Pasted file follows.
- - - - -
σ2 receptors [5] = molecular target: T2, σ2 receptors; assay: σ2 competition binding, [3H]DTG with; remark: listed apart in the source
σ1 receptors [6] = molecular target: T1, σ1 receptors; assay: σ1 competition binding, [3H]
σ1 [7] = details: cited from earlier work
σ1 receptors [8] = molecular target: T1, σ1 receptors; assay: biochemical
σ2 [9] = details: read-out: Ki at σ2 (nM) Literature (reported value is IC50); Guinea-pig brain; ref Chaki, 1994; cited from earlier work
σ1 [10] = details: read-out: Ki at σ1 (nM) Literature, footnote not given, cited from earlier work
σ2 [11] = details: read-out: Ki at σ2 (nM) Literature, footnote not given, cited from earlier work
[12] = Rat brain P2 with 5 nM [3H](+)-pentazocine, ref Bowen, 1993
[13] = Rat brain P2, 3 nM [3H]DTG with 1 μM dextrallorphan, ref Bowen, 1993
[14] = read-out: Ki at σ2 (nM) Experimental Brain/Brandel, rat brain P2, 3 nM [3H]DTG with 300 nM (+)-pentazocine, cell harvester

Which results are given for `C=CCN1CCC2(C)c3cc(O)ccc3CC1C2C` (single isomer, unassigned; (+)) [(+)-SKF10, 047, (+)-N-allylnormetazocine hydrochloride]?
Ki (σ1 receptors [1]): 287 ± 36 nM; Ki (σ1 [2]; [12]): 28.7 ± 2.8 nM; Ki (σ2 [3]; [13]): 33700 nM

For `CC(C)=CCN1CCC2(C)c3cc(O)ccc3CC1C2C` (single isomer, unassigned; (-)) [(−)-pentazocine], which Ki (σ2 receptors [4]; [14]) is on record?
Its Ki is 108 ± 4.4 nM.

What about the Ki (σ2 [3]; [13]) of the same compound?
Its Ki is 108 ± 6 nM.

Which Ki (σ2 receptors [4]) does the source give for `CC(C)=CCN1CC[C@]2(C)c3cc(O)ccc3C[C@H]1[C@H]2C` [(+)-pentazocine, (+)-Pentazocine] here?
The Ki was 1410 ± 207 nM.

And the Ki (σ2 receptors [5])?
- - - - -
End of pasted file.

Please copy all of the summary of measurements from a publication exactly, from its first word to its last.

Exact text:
σ2 receptors [5] = molecular target: T2, σ2 receptors; assay: σ2 competition binding, [3H]DTG with; remark: listed apart in the source
σ1 receptors [6] = molecular target: T1, σ1 receptors; assay: σ1 competition binding, [3H]
σ1 [7] = details: cited from earlier work
σ1 receptors [8] = molecular target: T1, σ1 receptors; assay: biochemical
σ2 [9] = details: read-out: Ki at σ2 (nM) Literature (reported value is IC50); Guinea-pig brain; ref Chaki, 1994; cited from earlier work
σ1 [10] = details: read-out: Ki at σ1 (nM) Literature, footnote not given, cited from earlier work
σ2 [11] = details: read-out: Ki at σ2 (nM) Literature, footnote not given, cited from earlier work
[12] = Rat brain P2 with 5 nM [3H](+)-pentazocine, ref Bowen, 1993
[13] = Rat brain P2, 3 nM [3H]DTG with 1 μM dextrallorphan, ref Bowen, 1993
[14] = read-out: Ki at σ2 (nM) Experimental Brain/Brandel, rat brain P2, 3 nM [3H]DTG with 300 nM (+)-pentazocine, cell harvester

Which results are given for `C=CCN1CCC2(C)c3cc(O)ccc3CC1C2C` (single isomer, unassigned; (+)) [(+)-SKF10, 047, (+)-N-allylnormetazocine hydrochloride]?
Ki (σ1 receptors [1]): 287 ± 36 nM; Ki (σ1 [2]; [12]): 28.7 ± 2.8 nM; Ki (σ2 [3]; [13]): 33700 nM

For `CC(C)=CCN1CCC2(C)c3cc(O)ccc3CC1C2C` (single isomer, unassigned; (-)) [(−)-pentazocine], which Ki (σ2 receptors [4]; [14]) is on record?
Its Ki is 108 ± 4.4 nM.

What about the Ki (σ2 [3]; [13]) of the same compound?
Its Ki is 108 ± 6 nM.

Which Ki (σ2 receptors [4]) does the source give for `CC(C)=CCN1CC[C@]2(C)c3cc(O)ccc3C[C@H]1[C@H]2C` [(+)-pentazocine, (+)-Pentazocine] here?
The Ki was 1410 ± 207 nM.

And the Ki (σ2 receptors [5])?